A six-member majority of the Court overturned the judgment of the Court of Appeal, substituted a conviction, and remitted the matter back to the trial judge for sentencing. Of particular interest in their judgment – written by the Chief Justice – is the approach they take to the concept of privacy, not only for the purposes of s. 162(1)(c) of the Criminal Code, but also as that concept is applied more generally. “Privacy”, Wagner C.J. writes, “as ordinarily understood, is not an all-or-nothing concept.” This observation is arguably at the core of the Court’s understanding of privacy, which sees the “reasonable expectation or privacy” as something that may be validly preserved by an individual even in a public or semi-public place. Put another way, privacy is not something that subsists only behind the door of one’s house or the firewall of one’s computer. Privacy has a more mobile quality: it depends upon the circumstances one finds oneself in at any time.

From this observation, the Court develops a non-exhaustive list of considerations to assess when determining whether a person who was observed or recorded was in circumstances that gave rise to a reasonable expectation or privacy.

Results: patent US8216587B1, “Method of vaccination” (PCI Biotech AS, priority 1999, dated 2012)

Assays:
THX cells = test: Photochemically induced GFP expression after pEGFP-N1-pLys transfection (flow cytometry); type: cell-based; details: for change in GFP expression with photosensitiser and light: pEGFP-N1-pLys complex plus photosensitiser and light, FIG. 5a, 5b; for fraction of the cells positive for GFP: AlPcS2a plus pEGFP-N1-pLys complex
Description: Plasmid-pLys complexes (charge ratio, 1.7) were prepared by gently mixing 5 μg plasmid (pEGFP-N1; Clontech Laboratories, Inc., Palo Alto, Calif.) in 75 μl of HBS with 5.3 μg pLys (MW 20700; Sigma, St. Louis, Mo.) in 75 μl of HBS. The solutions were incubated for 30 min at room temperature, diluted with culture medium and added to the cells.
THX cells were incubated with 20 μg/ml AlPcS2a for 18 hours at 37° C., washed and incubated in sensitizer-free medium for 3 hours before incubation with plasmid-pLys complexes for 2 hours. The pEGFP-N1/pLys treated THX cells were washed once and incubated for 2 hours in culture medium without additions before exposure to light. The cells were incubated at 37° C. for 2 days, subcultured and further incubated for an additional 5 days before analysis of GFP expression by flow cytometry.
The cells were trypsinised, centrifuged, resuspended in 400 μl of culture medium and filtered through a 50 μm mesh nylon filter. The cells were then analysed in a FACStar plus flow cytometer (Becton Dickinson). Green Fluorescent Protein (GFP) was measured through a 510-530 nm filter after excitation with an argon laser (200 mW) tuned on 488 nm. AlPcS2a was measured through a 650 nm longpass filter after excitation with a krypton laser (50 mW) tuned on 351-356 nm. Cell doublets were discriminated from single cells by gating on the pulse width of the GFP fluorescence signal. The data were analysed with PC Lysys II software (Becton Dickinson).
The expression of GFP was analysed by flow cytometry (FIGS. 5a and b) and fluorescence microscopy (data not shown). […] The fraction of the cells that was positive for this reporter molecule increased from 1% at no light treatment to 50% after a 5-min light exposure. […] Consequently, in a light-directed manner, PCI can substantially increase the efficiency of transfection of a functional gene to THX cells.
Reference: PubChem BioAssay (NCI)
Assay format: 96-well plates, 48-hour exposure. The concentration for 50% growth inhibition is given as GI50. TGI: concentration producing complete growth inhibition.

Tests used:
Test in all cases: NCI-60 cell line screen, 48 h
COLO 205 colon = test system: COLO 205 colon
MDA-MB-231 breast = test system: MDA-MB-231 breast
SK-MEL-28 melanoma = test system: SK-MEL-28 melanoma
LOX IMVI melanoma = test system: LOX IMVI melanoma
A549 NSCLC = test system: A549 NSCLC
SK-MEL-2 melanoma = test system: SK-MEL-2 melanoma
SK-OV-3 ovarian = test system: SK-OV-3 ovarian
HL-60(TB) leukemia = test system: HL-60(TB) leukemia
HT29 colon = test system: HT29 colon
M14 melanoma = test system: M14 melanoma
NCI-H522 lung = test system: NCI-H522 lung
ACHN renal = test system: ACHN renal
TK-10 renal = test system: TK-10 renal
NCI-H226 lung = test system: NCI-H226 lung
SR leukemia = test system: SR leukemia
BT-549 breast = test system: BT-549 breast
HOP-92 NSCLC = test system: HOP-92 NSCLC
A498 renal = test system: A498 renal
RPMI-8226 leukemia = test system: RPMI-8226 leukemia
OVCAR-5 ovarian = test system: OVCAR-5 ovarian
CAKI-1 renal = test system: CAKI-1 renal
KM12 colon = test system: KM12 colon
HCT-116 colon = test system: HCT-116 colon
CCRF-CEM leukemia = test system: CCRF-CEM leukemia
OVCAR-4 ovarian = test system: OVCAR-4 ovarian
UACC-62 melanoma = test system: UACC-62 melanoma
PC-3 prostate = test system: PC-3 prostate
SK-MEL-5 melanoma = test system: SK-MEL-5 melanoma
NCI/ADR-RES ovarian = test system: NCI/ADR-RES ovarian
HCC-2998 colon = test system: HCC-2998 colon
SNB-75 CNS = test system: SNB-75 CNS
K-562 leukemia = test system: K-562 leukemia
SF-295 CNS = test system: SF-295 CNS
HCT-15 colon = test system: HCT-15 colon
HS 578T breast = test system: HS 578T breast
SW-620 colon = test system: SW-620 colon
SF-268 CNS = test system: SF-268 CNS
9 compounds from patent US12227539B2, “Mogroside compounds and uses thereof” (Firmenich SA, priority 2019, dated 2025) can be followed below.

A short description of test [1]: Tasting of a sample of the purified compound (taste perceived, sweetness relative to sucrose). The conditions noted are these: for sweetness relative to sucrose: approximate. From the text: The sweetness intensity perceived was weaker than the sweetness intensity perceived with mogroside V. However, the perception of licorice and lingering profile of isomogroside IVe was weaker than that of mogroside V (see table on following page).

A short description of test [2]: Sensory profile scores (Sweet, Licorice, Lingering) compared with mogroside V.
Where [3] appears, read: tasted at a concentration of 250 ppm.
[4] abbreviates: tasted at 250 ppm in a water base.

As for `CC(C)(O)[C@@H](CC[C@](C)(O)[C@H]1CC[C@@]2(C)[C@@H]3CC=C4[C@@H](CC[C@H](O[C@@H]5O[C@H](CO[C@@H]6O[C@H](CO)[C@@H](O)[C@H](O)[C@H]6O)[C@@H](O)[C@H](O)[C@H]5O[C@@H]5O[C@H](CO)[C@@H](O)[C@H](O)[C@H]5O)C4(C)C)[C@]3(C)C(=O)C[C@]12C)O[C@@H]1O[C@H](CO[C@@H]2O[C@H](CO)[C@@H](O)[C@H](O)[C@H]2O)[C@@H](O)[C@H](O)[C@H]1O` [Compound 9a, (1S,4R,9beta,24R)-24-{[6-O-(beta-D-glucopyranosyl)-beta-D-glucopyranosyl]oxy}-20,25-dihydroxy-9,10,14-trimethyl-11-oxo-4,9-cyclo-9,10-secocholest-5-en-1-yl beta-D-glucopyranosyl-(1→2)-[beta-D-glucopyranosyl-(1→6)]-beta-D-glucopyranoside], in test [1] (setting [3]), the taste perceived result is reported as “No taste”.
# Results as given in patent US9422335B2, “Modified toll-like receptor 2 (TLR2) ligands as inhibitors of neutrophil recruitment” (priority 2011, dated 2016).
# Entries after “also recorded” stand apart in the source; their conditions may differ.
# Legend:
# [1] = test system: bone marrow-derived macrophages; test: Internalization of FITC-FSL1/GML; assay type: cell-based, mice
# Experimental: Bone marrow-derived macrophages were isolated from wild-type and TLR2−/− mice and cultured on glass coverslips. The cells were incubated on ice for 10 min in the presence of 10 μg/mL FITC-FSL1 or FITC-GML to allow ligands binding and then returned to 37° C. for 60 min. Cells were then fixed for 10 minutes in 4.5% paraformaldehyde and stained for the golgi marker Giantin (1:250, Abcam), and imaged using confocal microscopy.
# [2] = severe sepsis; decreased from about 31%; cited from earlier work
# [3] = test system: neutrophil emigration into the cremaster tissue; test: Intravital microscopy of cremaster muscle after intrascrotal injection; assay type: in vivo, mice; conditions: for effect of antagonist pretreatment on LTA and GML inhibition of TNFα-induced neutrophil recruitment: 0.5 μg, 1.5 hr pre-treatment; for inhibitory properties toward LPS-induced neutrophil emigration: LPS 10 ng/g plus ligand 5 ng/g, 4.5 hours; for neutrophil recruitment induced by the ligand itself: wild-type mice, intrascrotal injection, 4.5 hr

1. The location the person was in when observed or recorded. The location may be one from which the person sought to exclude all others, or expected to be observed only by a select few.
     
  2. The nature of the impugned conduct; that is, whether it consisted of observing or recording. Since a recording is more intrusive, and potentially more damaging, a person’s expectations with respect to recording versus observation may well be different.
     
  3. Awareness of or consent to potential observation. Where, for example, a workplace deploys overt surveillance cameras, the expectation of privacy may well be diminished.
     
  4. The manner in which the observation or recording was done. Here the Court puts emphasis on the length of the observation or recording, and how emerging technologies can be used to erode privacy interests. 
     
  5. The subject matter or content of the observation or recording. Obviously, the nature and quality of the information gathered by any sort of surveillance is a relevant consideration, and the more intimate and sensitive the information, the higher the privacy expectation will be. 
     
  6. Any rules, regulations, or policies that governed the observation or recording in question. Rules specific to a place (such as workplace policies) will typically be relevant, though not necessarily determinative, and their weight will vary with the context.